Summary: God promised that if we learn to endure our sufferings, we will end up at hope and we won’t be disappointed.
A Promise You Can Stand On
Have you ever read the Peanut’s cartoon where Charlie Brown is telling his problems to Schroeder? To comfort Charlie Brown Schroeder says, "Don’t be discouraged, Charlie Brown. These early defeats help to build character for later on in life." Charlie Brown asks, "For what later on in life?" Schroeder answers, "For more defeats!" Here in the fifth chapter of Romans the apostle Paul declares, “we also boast in our sufferings, knowing that suffering produces endurance, and endurance produces character, and character produces hope."
God, throughout the Bible, made many promises. God made a covenant (promise) with Noah that He would never destroy the world by flood again. God promised Abraham & Sarah that they would have children, even at nearly 100 years old. God promised to establish David’s throne forever. God promised that, if we believe in Jesus, we would have eternal life. God has made these, and many, many other promises. And we can see throughout the Bible that God has been faithful in keeping His promises. I take this phrase by Paul as a promise, as well. I think God promises that, if we follow this pattern, this sequence of events, we will end up at hope, and we won’t be disappointed, either.
But many people might read this passage and think, is this guy nuts? How many here want to learn to endure their sufferings? I don’t want to learn how to endure them; I want to know how to avoid them all together.
Perspective makes a world of difference. When Goliath came against the Israelites, the soldiers all thought, "He’s so big we can never kill him." David looked at the same giant and thought, "Man, he’s so big I can’t miss."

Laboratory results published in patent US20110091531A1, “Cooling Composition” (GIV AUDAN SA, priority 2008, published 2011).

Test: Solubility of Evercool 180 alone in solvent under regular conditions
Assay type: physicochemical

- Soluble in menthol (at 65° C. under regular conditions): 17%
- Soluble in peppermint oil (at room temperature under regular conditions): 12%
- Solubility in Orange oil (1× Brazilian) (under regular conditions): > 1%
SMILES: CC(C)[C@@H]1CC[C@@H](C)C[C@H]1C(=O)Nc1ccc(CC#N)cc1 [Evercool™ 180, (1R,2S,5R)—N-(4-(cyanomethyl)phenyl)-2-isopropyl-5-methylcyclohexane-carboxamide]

Paul’s perspective had changed. After all Paul had endured, after all he had suffered for the sake of Jesus, he’d learned to say, “suffering produces endurance, and endurance produces character, and character produces hope.” We must learn, as Paul did, that hope does not come first. Hope must be developed along our journey. If you want hope, you have to have character. Character is developed in the sufferings we face in this life and along our journey. And to endure our sufferings we must remember this truth, “Therefore, since we are justified by faith, we have peace with God through our Lord Jesus Christ, through whom we have obtained access to this grace in which we stand.”
What does justified mean? Justification has to do with our standing with God. It’s when God looks at us and says, “Not guilty, by the blood of Jesus”. A simpler meaning that I like is “Justified” – “Just if I’d never sinned.”
If we take that perspective-that we are “justified by faith”, then we can endure our sufferings, which produce character.
An example of this is a parable of a farmer who owned an old mule. The mule fell into the farmer’s well. The farmer heard the mule ’braying’, or whatever mules do when they fall into wells. After thinking about the situation, the farmer sympathized with the mule, but decided that neither the mule nor the well was worth the trouble of saving. So he called his neighbors together, told them what happened and they helped haul dirt to bury the old mule in the well and put him out of his misery. Initially, the old mule was hysterical! But as the farmer and his neighbors continued shoveling and the dirt hit his back, a thought struck him. Every time a shovel load of dirt landed on his back -- he should shake it off and step up! He kept doing this. "Shake it off and step up . . . shake it off and step up!" No matter how painful the blows, the old mule endured his suffering and just kept right on shaking it off and stepping up! It wasn’t long before the old mule, battered and exhausted, stepped right out of that well! What seemed like it would bury him had actually blessed him -- all because of the manner in which he handled his adversity.